301: “What Remains” (Emily St. John Mandel)

                “There is a sort of randomness about what remains.”
                -Emily St. John Mandel, author of Station Eleven, commenting on what stays around in history (and in her novel)

                On my desk, as I write this, there’s a bowl from today’s lunch, and an acorn hat, and a rock, and a twig with dry white flowers—I’m not sure what kind, but a week ago the wind brought down a branch and I brought home this twig.
                A few weeks ago, after I heard some scholars talking about archives, I started wondering how much of what we do is archivistry. This and this go together. These ideas go together. These words go together. “This” and “go” and “together” go together. These sentences and the list of things on my desk go together. This question about how we make archives, make sets, might’ve encouraged me to pick up the twig in the first place: these little flowers and I go together, for at least a little.Emily St. John Mandel’s novel, Station Eleven, is about what’s left. What we gather. When Mandel spoke (virtually) at my school, I found myself thinking about her novel more deeply than I ever had before. Part of that was because of things she said, like this line I’ve quoted (and lots of other good ones). Part of that was just from talking with her. That happens a lot: I’m attached to things because of where I picked them up, because they’re attached to someone I’ve talked to.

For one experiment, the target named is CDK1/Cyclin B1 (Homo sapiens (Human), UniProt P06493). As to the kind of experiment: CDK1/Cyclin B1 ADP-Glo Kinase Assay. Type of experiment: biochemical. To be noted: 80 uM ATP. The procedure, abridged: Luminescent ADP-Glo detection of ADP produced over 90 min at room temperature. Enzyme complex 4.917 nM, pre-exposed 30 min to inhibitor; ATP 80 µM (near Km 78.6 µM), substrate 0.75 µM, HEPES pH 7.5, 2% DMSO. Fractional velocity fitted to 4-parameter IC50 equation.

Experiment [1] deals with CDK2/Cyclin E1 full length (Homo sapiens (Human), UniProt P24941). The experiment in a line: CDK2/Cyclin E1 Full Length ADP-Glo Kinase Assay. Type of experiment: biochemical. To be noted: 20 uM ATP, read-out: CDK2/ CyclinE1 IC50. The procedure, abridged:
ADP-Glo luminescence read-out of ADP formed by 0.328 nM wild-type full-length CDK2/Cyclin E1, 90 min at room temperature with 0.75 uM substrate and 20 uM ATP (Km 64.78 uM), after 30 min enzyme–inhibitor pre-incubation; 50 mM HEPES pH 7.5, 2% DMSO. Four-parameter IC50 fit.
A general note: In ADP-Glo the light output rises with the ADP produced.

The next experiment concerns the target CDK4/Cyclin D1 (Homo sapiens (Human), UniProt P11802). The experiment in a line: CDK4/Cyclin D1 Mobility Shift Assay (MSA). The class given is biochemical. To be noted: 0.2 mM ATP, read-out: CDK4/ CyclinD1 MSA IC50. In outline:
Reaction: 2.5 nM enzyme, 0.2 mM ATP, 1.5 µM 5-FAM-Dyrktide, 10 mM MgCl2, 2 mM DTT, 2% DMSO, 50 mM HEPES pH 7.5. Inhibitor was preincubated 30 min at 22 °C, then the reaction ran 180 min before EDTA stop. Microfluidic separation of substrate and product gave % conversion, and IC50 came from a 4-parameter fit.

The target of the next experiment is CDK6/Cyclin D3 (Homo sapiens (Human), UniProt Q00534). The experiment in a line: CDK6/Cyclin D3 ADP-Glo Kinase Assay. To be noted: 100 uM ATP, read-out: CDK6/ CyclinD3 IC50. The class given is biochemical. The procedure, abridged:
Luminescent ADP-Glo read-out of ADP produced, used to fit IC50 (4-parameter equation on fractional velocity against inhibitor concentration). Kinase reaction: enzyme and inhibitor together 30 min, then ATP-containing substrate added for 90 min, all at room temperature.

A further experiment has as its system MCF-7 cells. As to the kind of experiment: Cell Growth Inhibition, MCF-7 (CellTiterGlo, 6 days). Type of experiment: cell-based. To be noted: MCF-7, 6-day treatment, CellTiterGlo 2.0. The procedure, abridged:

Because of the randomness of what remains. In the last year I’ve tried to do a lot of meaning-making, of habit-shaping, a lot of imposing order on what is. These words go together. In the last few weeks I’ve tried to step away from some of that. At first I had the image of a hand relaxing around its tools, around the stuff it’s “working with,” and just opening to whatever falls into it. But I’d rather stop thinking about hands. Ears don’t open and close. I’ve been trying to listen to whatever sounds wash up around me. I suppose I could say there is a pattern to them, larger and deeper than the patterns I was thinking, or I could say with Mandel that there’s a randomness to what remains, moment to moment, from what we’ve built and who we were. What was. Either way. For now I’d rather sit and listen.

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